Eurovision Song Contest 2010

(I did start writing this on the eve of the actual final… not that I got around to finishing it then… *cough*)

The annual spectacle that is the Eurovision Song Contest has concluded. This year, Norway was the host, and they seemed to do a good job. We didn’t watch the whole show, as we decided to pop to Blockbusters just before it started, but we heard a little of the broadcast on the radio in the car. It sounded like Terry Wogan had got back to his old job, but then we decided it wasn’t, and opted for Radio 2 presenter Ken Bruce – who sounds 98% like Terry Wogan!

The songs were their usual Eurovisiony selves, the hosts spoke their normal English with heavy accents… Then there was the voting, and in those 15 minutes between the end of the singing and the end of the voting, aside from the normal medley of songs to remember which numbers to call, were a couple of guys and some attempt at a flashmob around Europe. Surprised to see Gothenburg there – would’ve thought Stockholm would be the obvious choice, but nooo. Good old Göteborg! I very much approve of that. The London one, though – WTH was up with that?! They came running, as if to say “oh crap, this isn’t the street with the camera – quick! It’s ’round here!” and then they were more like running in a confused manner, wondering where they were supposed to go, rather than actually dancing like they were supposed to. Ahh, that says it all about British organisational skills. Or rather: lack thereof.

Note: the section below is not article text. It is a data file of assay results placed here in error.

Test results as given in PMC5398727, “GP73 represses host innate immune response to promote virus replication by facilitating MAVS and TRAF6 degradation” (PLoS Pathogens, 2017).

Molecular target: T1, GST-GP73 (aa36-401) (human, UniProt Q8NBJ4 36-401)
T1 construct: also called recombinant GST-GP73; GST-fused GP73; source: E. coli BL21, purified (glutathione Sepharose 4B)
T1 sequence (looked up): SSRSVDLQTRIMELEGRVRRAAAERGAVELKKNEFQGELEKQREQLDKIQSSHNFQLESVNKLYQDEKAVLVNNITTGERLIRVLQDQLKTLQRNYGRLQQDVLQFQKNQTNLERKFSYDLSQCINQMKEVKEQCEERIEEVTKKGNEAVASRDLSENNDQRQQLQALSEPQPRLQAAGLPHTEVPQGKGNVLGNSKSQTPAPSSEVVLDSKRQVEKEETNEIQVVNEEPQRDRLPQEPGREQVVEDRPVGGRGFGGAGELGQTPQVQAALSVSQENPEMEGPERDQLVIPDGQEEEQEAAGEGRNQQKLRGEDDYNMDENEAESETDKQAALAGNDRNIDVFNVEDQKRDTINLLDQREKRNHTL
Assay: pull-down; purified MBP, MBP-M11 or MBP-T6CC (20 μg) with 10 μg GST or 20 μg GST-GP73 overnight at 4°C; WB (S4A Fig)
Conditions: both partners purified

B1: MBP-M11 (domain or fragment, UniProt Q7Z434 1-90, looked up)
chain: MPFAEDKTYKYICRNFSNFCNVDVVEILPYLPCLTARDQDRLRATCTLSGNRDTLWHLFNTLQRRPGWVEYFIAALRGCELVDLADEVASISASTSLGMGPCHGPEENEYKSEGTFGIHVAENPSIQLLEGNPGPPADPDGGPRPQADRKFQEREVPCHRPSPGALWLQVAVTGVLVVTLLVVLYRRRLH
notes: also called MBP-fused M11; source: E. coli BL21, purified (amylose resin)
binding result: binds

During the week, there were two semi-finals. There, everyone except the hosting nation (i.e. Norway) and those Eurovision funding giants (France, Spain, UK, Germany) had to qualify in order to get to the 25-country strong finale on the Saturday. Much to nearly everyone’s surprise, Sweden failed to get through. Now, the ESC is a huge thing in Sweden – it’s one of the most-watched shows every year – and Sweden not making the finale? Unheard of! A scandal! We should pull out of the competition altogether! Or, we could just relax and admit defeat and do a better job next year instead of waging war on Europe. But sending a sub-standard song that just wouldn’t cut it is too harmful to the Swedish ego, and we can’t have that.